I’m sure you’re aware that toothbrushes, like many items in our bathroom cabinets, have a limited life expectancy.
But do you know when you last changed yours? If your answer is no, this blog is for you.
When Should I Replace My Toothbrush?
When the bristles are splayed
The next time you go to brush your teeth take a good look at the bristles. Are they splayed out in all different directions? Does the brush look flat at all?
If you answered yes to either of these questions, it’s possible you’re brushing your teeth a little too hard, causing the bristles to fan out all over the place. And, the problem with this is that once the bristles are no longer uniform, they can’t clean your teeth properly.
I’ve been told by dentists’ time and time again not to brush too hard. There’s no need as it doesn’t help you clean any better. The bristles are designed to get in and around the tooth, and they don’t require much pressure to do so.
In fact, overenthusiastic brushing can lead to damage. Serious issues such as gum recession and worn enamel are common side-effects of brushing too hard. And, don’t forget, you’ll spend more money replacing your toothbrush more frequently due to it becoming worn down.
After being ill
It may not have crossed your mind, but if you’ve been ill you could be reintroducing your body to the very same germs and bacteria each time you brush, while also allowing your toothbrush to contaminate others stored in the same place.
When you become ill, store your brush away from any others and when you start to feel better throw it away.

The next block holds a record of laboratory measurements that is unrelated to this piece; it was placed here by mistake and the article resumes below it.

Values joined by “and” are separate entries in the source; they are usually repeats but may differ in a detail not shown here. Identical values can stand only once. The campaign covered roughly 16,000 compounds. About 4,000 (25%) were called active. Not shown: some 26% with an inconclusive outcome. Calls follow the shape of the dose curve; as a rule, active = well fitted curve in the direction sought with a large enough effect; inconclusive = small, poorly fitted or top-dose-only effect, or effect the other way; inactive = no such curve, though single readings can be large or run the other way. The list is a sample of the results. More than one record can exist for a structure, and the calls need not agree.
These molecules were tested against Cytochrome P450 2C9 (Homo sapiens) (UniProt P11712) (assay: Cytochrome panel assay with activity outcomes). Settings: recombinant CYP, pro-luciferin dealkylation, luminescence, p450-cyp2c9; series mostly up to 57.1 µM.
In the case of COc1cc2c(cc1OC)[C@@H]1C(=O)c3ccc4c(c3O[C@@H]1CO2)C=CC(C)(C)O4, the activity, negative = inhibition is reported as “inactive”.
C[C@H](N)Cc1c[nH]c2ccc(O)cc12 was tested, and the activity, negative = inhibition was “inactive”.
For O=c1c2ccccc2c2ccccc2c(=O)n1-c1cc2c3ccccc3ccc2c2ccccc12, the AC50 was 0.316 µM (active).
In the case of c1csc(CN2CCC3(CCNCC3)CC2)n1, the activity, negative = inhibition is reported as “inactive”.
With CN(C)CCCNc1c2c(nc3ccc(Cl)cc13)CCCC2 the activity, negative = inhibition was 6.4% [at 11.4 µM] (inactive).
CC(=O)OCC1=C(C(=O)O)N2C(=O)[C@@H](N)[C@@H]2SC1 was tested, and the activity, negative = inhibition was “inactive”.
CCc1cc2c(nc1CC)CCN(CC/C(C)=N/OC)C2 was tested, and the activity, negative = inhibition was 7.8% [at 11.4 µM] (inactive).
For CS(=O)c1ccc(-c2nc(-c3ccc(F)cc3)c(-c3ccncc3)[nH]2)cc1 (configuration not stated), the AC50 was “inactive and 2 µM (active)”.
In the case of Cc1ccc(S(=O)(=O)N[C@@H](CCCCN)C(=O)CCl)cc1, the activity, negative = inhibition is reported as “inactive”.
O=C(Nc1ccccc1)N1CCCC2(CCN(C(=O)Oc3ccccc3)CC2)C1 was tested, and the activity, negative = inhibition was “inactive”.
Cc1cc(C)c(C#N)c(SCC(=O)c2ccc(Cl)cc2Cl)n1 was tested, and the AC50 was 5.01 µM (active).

It’s especially important to throw the brush away if it’s something that you’ve been treated for with antibiotics. It’s good practice to start using a new toothbrush two or three days after your course of antibiotics has begun.
Once germs have built up
There are many tips out there to sterilise your toothbrush, such as soaking it in boiling water or even hydrogen peroxide. The truth is though, germs will always find a way to get down into those bristles, particularly at the base.
If you see that your brush is visibly dirty, then you can be sure that on a microscopic level there are some serious germs in there.
Even if you’re regularly cleaning your brush at home, there’s no way you’ll be eradicating all of those microbes where the bristles meet the base of the brush. So, it’s essential to stick with replacing your toothbrush or heads frequently. We recommend replacing it at least every three months.
What Can Happen to Your Mouth If You Don’t Change Your Brush Regularly?
When you don’t change your toothbrush in the recommended timeframe the bristles fray. These bristles then become less effective at removing plaque and food debris around the teeth and in your mouth. As plaque builds up, as does more bacteria, which can cause sore gums and bad breath.
Further to this, the longer you use an ineffective brush, the acid within that plaque will begin to attack the surface of your teeth, leading to tooth decay.
By using an effective toothbrush, you can remove this plaque, before it turns to the hard substance called tartar and mitigate any potential issues.
By using an old, worn toothbrush, all you’re doing is introducing and spreading germs around your mouth. And, since the idea of brushing your teeth is to remove germs and bacteria from your mouth, it’s important to regularly swap your toothbrush.
If you’re not doing this, you risk illness, gum disease, tooth decay and overall poor oral hygiene.
If you’d like to learn more about anything we’ve covered in this blog, or you’re interested in anything from our product range, don’t hesitate to contact us today.